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War Marriages

Posted by on March 18, 2016

June 4 and 9, 1944: two letters from Dad at Topeka Army Air Base to the family back home.  He continues to be on the hunt for film for his sister, who is having difficulty finding the film she needs for her camera in Albany. Dad also shares some news about an old boss of his and provides some commentary on what seems to be a rash of “war marriages”.

Anna has been asking Dad to try to find V-616 film for her camera, as it seems to be a scarce commodity in Albany. As Dad tells it, that particular format of film “appears to be unavailable” in Topeka too. He writes that “they’ve got all sizes in town except the V-616, I presume the same situation exists up there in Albany.” He promises to keep an eye out for her.

Dad comments on his father’s return to a work schedule that has him home on Sundays. “I’m sure he will enjoy being off on Sunday. When Stanley and I were tots, daddy used to take us for long walks and entertain us on Sundays. I can still remember those delightful hikes we used to take to Rennselaer and the Port of Albany.” Dad also reflects on the sacrifices that his parents made for them as children. “Although we couldn’t have all the things other children had when we were small, we gained in other ways and are capable to take our place in the world better equipped for the struggle ahead then ma and daddy were when they first came to this country.”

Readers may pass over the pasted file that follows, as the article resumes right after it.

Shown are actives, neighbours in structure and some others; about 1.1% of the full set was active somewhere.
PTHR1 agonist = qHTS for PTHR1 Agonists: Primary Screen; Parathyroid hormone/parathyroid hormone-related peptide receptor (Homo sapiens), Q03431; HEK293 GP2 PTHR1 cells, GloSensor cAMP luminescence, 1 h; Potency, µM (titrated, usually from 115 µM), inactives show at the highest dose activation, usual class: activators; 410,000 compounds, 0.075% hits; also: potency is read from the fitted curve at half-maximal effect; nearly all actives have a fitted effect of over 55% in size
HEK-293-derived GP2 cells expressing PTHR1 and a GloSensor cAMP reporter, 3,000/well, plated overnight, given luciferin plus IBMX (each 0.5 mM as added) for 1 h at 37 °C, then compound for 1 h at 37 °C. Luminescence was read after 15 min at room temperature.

Dad is also sending a money order and asks that his father take care of it at the bank for him and that he feel free to keep a dollar or two to treat himself to a few beers. As Dad explains, “When  I say that daddy can take something out and get himself something, I mean to treat him and not imply that he is a drinking man. I mean to help daddy out the same way he used to do when Stanley and I were kids and daddy would take us out and almost every time treat us no matter how hard times used to be.”

Dad passes along some news about Sgt. Ball, his old boss who is now in O.C.S. “Ball says that as far as studying is concerned, Ordnance O.C.S. is easy, but they lay a lot of stress on physical fitness and your ability to take in more then what you learn in books. That’s what is hard on him…”

Dad also addresses the spate of wartime marriages. Commenting on his cousin Eddie Morawski’s upcoming nuptials, “If she is a nice kid, he’s doing the right thing. He will be able to concentrate better on married life and keep his mind off other things.” Dad also mentions that a day ago “…some of us fellow were over at the Chapel seeing one of our men getting married. The fellow is from New York City and the girl is from Topeka. Today another one of the men is getting married; the girl, however, coming from the home state of Connecticut. And so Cupid has got rid of more of his arrows.”

Dad is not above some youthful speculation. “It looks as though these ‘war’ marriages might either be caused by the couple being in love, being emotional, or just having ‘hot’ pants. I wonder what percentage of couples will still be together ten years from now. That is strictly my own opinion and expression.”

He closes the letter with the news that he had some dental work done. “A day ago I had a filling put in one of my back teeth. If I get any more metal in my teeth, I’ll probably sink if I try going swimming. …That’s about all from here.”  

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